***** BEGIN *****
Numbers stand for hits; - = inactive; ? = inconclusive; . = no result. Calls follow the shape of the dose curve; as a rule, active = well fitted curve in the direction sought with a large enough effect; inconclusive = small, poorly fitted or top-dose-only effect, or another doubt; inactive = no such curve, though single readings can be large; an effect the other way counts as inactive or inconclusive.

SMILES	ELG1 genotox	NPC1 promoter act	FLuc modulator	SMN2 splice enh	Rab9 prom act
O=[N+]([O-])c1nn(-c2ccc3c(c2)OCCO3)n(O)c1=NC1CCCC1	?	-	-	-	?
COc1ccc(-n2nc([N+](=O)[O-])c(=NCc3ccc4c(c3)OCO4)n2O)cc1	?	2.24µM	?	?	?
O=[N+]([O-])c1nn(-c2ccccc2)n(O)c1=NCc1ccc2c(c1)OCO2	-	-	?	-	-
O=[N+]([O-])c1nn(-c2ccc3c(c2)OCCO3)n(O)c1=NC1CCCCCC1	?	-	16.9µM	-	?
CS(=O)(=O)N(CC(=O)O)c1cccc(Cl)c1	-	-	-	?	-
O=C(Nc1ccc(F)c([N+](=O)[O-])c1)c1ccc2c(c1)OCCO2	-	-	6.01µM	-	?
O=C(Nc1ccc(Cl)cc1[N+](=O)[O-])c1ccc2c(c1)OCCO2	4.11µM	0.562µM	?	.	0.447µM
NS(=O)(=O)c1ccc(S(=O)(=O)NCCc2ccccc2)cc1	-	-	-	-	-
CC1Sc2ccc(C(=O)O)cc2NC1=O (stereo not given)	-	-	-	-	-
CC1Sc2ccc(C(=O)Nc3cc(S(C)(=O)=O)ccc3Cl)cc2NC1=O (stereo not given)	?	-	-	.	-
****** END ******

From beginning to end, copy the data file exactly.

Numbers stand for hits; - = inactive; ? = inconclusive; . = no result. Calls follow the shape of the dose curve; as a rule, active = well fitted curve in the direction sought with a large enough effect; inconclusive = small, poorly fitted or top-dose-only effect, or another doubt; inactive = no such curve, though single readings can be large; an effect the other way counts as inactive or inconclusive.

SMILES	ELG1 genotox	NPC1 promoter act	FLuc modulator	SMN2 splice enh	Rab9 prom act
O=[N+]([O-])c1nn(-c2ccc3c(c2)OCCO3)n(O)c1=NC1CCCC1	?	-	-	-	?
COc1ccc(-n2nc([N+](=O)[O-])c(=NCc3ccc4c(c3)OCO4)n2O)cc1	?	2.24µM	?	?	?
O=[N+]([O-])c1nn(-c2ccccc2)n(O)c1=NCc1ccc2c(c1)OCO2	-	-	?	-	-
O=[N+]([O-])c1nn(-c2ccc3c(c2)OCCO3)n(O)c1=NC1CCCCCC1	?	-	16.9µM	-	?
CS(=O)(=O)N(CC(=O)O)c1cccc(Cl)c1	-	-	-	?	-
O=C(Nc1ccc(F)c([N+](=O)[O-])c1)c1ccc2c(c1)OCCO2	-	-	6.01µM	-	?
O=C(Nc1ccc(Cl)cc1[N+](=O)[O-])c1ccc2c(c1)OCCO2	4.11µM	0.562µM	?	.	0.447µM
NS(=O)(=O)c1ccc(S(=O)(=O)NCCc2ccccc2)cc1	-	-	-	-	-
CC1Sc2ccc(C(=O)O)cc2NC1=O (stereo not given)	-	-	-	-	-
CC1Sc2ccc(C(=O)Nc3cc(S(C)(=O)=O)ccc3Cl)cc2NC1=O (stereo not given)	?	-	-	.	-